3 days 2 nights
The source of the Nile is sometimes considered to be Lake Victoria, but the lake has feeder rivers of considerable size. The Kagera River, which flows into Lake Victoria near the Tanzanian town of Bukoba, is the longest feeder. Although sources do not agree on which is the longest tributary of the Kagera and hence the most distant source of the Nile itself. It is either the Ruvyironza, which emerges in Bururi Province, Burundi or the Nyabarongo, which flows from Nyungwe Forest in Rwanda. The two feeder rivers meet near Rusumo Falls on the Rwanda-Tanzania border.
In 2010, an exploration party went to a place described as the source of the Rukarara tributary. And by hacking a path up steep jungle-choked mountain slopes in the Nyungwe forest found (in the dry season) an appreciable incoming surface flow for many kilometers upstream, and found a new source, giving the Nile a length of 6,758 km (4,199 mi).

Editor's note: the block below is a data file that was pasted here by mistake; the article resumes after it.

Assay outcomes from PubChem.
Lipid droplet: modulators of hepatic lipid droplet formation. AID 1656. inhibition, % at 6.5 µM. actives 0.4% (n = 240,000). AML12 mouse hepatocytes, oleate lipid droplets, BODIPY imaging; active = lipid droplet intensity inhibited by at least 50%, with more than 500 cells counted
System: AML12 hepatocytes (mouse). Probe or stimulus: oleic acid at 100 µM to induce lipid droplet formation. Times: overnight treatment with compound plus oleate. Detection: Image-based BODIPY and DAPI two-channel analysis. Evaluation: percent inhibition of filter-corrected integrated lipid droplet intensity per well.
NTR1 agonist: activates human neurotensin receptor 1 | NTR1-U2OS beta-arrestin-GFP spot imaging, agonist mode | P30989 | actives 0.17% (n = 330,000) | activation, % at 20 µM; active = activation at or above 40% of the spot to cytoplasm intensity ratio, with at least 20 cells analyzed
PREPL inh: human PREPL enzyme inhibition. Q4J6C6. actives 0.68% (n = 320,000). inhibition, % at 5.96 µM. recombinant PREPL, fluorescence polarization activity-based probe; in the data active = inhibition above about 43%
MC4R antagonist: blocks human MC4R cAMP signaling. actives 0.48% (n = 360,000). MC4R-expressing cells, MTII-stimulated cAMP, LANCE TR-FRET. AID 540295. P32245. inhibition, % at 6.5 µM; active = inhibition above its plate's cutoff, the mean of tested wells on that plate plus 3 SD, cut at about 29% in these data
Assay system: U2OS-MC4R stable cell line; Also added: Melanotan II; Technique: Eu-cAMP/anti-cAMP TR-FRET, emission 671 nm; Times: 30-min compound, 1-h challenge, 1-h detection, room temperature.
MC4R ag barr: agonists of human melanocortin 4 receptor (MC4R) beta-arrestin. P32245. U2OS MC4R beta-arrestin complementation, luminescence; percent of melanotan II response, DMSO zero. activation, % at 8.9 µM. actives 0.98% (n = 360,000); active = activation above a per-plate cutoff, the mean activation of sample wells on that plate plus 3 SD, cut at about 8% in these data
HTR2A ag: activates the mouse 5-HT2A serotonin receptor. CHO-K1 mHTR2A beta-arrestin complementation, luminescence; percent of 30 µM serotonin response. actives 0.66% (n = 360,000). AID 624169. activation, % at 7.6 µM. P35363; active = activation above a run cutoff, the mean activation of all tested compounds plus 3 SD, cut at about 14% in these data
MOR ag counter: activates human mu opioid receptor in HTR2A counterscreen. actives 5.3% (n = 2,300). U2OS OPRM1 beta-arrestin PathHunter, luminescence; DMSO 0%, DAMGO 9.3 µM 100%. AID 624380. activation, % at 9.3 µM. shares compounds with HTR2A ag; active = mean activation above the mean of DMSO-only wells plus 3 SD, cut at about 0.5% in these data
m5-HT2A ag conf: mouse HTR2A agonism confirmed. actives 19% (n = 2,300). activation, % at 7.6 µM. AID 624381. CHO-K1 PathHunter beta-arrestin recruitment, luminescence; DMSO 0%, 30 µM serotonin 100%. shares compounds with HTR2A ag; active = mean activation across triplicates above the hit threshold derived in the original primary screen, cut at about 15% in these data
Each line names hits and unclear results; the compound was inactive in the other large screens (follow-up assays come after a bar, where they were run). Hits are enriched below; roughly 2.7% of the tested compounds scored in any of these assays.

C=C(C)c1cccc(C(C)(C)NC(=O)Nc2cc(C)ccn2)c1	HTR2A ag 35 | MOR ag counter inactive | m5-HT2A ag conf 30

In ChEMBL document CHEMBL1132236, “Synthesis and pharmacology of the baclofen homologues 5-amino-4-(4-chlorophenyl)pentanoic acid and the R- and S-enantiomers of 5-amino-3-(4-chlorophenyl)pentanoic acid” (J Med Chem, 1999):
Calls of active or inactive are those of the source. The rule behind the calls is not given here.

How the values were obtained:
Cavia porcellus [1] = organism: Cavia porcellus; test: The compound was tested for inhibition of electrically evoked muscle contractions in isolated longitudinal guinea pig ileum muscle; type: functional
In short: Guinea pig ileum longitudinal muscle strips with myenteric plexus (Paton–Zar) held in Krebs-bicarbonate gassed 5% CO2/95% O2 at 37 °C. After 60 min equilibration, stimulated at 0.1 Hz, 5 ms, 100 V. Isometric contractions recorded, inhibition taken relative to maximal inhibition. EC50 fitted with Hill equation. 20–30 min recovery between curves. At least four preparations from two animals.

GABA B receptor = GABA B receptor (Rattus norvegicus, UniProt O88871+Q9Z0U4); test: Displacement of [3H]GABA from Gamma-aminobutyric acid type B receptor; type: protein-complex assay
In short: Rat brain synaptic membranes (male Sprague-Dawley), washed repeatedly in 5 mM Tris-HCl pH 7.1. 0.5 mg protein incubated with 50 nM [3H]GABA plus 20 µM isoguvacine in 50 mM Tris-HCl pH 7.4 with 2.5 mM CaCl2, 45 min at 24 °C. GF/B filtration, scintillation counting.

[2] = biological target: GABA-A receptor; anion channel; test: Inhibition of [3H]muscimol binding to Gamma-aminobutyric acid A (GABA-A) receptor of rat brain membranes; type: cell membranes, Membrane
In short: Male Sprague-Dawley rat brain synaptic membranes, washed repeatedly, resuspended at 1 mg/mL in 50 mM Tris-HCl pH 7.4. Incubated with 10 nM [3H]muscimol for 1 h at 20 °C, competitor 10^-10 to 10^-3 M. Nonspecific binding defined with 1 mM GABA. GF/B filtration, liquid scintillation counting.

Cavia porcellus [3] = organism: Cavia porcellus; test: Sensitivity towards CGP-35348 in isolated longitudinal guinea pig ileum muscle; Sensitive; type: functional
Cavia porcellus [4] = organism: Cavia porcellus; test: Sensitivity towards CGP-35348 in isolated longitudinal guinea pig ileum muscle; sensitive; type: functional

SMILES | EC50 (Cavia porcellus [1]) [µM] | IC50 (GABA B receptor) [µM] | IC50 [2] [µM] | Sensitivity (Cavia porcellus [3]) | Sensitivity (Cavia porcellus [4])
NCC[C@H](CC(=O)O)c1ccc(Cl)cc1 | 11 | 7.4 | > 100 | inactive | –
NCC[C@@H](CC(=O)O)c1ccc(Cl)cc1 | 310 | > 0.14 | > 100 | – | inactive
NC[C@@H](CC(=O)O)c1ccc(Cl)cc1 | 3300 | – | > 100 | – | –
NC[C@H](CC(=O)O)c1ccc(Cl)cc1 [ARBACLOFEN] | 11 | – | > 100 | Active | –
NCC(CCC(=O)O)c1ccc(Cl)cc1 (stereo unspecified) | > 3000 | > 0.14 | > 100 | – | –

The Nile leaves Lake Victoria at Ripon Falls near Jinja, Uganda, as the Victoria Nile. It flows north for some 130 kilometers (81 mi), to Lake Kyoga. The last part of the approximately 200 kilometers (120 mi) river section starts from the western shores of the lake and flows at first to the west until just south of Masindi Port. Where the river turns north, then makes a great half-circle to the east and north until Karuma Falls. For the remaining part, it flows merely westerly through the Murchison Falls until it reaches the very northern shores of Lake Albert. Where it forms a significant river delta. The lake itself is on the border of DR Congo, but the Nile is not a border river at this point. After leaving Lake Albert, the river continues north through Uganda and is known as the Albert Nile.
Check out our tour today to have a great experience at the source of the Nile